Axis Sally

Axis Sally

[Mildred Elizabeth Sisk, (1900–) or Rita Louise Zucca, (1912–)] Nazi broadcaster who urged American withdrawal from WWII. [Am. Hist.: Flexner, 449]
References in periodicals archive ?
D'Aquino was sent to the Federal Reformatory for Women at Alderson, West Virginia, where Mildred Gillars, an America citizen who had broadcast for the Nazis during the war and was known as Axis Sally, was also being held (see the sidebar for more).
6) (a) Axis Sally; (b) Mata Hari; (c) Violet Szabo (George Cross recipient and heroine of the French Resistance, she was executed by the Gestapo at age 23 on or about February 5, 1945); (d) Tokyo Rose; (e) The "other" Axis Sally.
Convinced that the woman before them was none other than Axis Sally, Ehalt refused to permit the men to cooperate without first obtaining permission from the senior American officer in the region.
From Rosie the Riveter to Axis Sally, women in World War II have been depicted as everything from defense workers and keepers of the home front to spies and demoralizers of American troops.
Sweeney General Ned Almond Robert John Burke Huggs Omari Antonutti Ludovico Omero Antonutti Rodolfo Sergio Albelli Axis Sally Alexandra Maria Lara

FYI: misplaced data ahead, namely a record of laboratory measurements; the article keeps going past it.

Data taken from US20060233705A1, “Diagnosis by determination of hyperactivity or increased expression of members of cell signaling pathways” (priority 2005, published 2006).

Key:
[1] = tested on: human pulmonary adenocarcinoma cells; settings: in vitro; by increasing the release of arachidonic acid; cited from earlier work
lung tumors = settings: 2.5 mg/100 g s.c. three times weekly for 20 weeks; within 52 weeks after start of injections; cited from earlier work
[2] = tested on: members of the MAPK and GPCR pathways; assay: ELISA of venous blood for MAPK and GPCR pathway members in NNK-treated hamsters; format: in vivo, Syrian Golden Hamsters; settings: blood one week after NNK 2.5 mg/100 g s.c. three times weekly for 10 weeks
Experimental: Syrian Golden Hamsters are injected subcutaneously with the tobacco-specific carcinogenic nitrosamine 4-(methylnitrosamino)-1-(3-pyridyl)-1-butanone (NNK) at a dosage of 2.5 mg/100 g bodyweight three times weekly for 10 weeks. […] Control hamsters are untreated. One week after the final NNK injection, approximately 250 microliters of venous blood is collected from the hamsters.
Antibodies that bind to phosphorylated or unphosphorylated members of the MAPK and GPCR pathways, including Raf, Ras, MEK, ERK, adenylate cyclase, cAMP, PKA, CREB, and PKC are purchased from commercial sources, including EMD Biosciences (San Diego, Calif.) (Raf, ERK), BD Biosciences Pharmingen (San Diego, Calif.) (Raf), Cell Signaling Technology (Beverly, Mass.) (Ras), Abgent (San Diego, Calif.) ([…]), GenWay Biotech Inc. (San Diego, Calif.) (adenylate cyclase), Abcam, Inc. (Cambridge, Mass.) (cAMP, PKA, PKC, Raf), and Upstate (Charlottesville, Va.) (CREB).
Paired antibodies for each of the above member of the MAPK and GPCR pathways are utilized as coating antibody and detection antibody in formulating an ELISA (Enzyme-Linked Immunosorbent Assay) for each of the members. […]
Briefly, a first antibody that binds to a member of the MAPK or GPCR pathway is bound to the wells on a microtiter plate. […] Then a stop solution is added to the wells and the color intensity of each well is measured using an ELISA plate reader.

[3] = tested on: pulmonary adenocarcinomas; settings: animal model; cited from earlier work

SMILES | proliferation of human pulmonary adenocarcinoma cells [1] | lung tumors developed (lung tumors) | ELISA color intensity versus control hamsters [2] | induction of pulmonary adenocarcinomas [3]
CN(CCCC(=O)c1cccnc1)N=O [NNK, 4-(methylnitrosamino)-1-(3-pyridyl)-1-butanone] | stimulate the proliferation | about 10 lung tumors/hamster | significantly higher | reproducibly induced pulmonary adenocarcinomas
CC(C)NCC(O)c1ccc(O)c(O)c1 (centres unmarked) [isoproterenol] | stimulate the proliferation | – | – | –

Axis Sally was the Allied soldiers' name for Mildred Gillars, a pro-Nazi American actress with a sultry voice.
Volokh can also provide analogies between this case and the post-World War II prosecutions of Axis Sally and Tokyo Rose, who were U.
The case of Japanese propagandist Tokyo Rose is well known but this book takes a look at the little-known story of Axis Sally, the German-based version of a female American collaborator.
American women--Tokyo Rose in the Pacific and Axis Sally in Europe--broadcast Japanese and Nazi propaganda over the radio to US servicemen stationed overseas.
Sheeran describes propaganda ploys by the Germans, including his own abortive interview with the treasonous German-American radio broadcaster Axis Sally.
2) (a) Mata Hari; (b) Tokyo Rose; (c) HRH Princess Elizabeth; (d) Axis Sally.
Richard Lucas's biography Axis Sally goes some way toward explaining at least one American Nazi collaborator's story.